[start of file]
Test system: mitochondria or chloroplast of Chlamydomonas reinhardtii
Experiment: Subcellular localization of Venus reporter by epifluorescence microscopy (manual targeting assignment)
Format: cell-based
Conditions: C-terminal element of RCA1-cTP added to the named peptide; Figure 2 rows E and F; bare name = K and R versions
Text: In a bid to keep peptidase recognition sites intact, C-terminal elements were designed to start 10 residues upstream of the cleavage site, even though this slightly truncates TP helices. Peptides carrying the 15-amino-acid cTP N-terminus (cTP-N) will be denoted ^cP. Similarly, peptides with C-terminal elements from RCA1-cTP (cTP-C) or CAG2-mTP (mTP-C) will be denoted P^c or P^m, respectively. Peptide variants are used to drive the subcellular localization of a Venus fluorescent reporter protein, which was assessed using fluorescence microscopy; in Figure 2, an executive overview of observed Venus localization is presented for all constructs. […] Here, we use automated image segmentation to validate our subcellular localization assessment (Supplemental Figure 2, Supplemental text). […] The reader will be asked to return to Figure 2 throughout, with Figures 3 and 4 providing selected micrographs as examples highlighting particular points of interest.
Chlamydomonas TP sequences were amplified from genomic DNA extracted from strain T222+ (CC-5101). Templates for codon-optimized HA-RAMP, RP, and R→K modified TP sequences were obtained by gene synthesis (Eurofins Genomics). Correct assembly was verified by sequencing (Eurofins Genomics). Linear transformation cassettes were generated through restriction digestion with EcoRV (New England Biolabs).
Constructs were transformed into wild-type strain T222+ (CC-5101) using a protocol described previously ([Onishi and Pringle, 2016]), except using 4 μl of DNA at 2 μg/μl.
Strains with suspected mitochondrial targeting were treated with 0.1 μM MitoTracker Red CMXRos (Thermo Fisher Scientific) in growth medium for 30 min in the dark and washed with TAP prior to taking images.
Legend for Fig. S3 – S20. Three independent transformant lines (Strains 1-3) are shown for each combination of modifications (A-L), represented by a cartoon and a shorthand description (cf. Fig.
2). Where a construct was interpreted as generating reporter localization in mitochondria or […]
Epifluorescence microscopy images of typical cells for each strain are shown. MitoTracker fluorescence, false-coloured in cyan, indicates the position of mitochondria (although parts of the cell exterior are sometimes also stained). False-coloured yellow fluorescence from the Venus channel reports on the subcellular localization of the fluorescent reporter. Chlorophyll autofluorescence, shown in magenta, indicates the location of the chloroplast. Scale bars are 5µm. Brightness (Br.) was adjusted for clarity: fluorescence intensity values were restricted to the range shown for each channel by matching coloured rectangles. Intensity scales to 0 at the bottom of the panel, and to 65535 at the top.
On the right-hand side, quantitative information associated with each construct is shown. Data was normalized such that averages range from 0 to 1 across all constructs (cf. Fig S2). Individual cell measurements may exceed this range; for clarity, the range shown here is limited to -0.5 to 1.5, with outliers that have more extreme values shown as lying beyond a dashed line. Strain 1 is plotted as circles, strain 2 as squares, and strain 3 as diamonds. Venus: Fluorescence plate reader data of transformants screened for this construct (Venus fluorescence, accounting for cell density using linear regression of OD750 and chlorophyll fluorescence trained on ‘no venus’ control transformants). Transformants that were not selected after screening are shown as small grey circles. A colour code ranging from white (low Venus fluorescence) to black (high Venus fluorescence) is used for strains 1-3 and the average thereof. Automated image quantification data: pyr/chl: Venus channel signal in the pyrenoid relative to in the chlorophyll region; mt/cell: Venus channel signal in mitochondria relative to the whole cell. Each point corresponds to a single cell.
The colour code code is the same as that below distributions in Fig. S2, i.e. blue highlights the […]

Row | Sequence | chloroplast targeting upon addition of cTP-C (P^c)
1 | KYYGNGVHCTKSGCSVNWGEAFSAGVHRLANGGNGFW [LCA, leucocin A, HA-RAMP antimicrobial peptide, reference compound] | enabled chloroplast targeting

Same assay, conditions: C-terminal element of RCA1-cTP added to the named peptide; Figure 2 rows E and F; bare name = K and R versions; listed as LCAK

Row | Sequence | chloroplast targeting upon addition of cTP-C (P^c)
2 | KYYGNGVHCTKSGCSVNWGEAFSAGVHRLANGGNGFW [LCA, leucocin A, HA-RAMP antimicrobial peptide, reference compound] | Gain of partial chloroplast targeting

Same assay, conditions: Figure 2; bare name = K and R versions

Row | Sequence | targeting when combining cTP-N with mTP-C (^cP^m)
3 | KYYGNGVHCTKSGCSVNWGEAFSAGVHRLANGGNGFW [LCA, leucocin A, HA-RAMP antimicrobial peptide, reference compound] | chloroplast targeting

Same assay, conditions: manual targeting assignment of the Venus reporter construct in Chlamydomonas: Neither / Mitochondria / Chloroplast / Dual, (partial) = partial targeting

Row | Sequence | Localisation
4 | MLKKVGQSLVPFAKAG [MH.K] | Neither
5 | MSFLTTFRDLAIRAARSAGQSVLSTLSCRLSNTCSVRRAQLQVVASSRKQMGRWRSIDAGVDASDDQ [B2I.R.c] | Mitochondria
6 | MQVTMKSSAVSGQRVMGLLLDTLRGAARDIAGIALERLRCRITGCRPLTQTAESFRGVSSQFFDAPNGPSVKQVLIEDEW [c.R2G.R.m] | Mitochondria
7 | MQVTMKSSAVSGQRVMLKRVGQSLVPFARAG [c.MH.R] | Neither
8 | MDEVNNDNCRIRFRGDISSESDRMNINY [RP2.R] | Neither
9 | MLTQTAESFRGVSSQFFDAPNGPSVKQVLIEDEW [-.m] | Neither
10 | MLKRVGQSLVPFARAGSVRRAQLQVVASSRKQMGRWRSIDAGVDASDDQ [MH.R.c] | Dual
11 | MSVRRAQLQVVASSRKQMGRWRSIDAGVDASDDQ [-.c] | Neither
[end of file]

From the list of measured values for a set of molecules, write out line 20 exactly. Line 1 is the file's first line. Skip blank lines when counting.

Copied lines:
Row | Sequence | targeting when combining cTP-N with mTP-C (^cP^m)